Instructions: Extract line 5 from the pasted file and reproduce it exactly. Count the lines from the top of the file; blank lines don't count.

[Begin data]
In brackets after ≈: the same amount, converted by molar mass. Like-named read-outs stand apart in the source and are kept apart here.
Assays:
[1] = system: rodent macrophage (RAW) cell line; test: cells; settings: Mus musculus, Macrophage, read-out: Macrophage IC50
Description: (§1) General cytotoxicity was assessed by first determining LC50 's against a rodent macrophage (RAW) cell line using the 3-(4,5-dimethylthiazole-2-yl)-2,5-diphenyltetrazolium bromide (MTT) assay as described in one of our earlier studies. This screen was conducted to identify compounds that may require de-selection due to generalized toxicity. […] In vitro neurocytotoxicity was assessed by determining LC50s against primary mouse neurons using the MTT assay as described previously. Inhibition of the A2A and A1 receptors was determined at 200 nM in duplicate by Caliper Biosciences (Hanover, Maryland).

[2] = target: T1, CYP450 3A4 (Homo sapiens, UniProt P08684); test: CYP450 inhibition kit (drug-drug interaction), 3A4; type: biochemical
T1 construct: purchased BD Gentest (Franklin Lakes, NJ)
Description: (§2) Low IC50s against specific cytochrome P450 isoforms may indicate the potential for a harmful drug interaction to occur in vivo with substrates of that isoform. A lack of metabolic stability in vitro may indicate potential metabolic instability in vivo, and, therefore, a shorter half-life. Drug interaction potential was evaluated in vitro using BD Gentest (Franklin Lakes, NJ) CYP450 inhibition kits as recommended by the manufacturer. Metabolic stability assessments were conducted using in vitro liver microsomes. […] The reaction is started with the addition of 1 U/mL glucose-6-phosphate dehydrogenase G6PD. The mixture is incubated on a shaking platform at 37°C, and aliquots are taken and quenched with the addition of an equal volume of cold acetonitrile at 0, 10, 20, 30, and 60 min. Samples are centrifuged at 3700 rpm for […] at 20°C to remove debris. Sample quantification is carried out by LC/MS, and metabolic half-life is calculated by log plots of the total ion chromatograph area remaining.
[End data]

[2] = target: T1, CYP450 3A4 (Homo sapiens, UniProt P08684); test: CYP450 inhibition kit (drug-drug interaction), 3A4; type: biochemical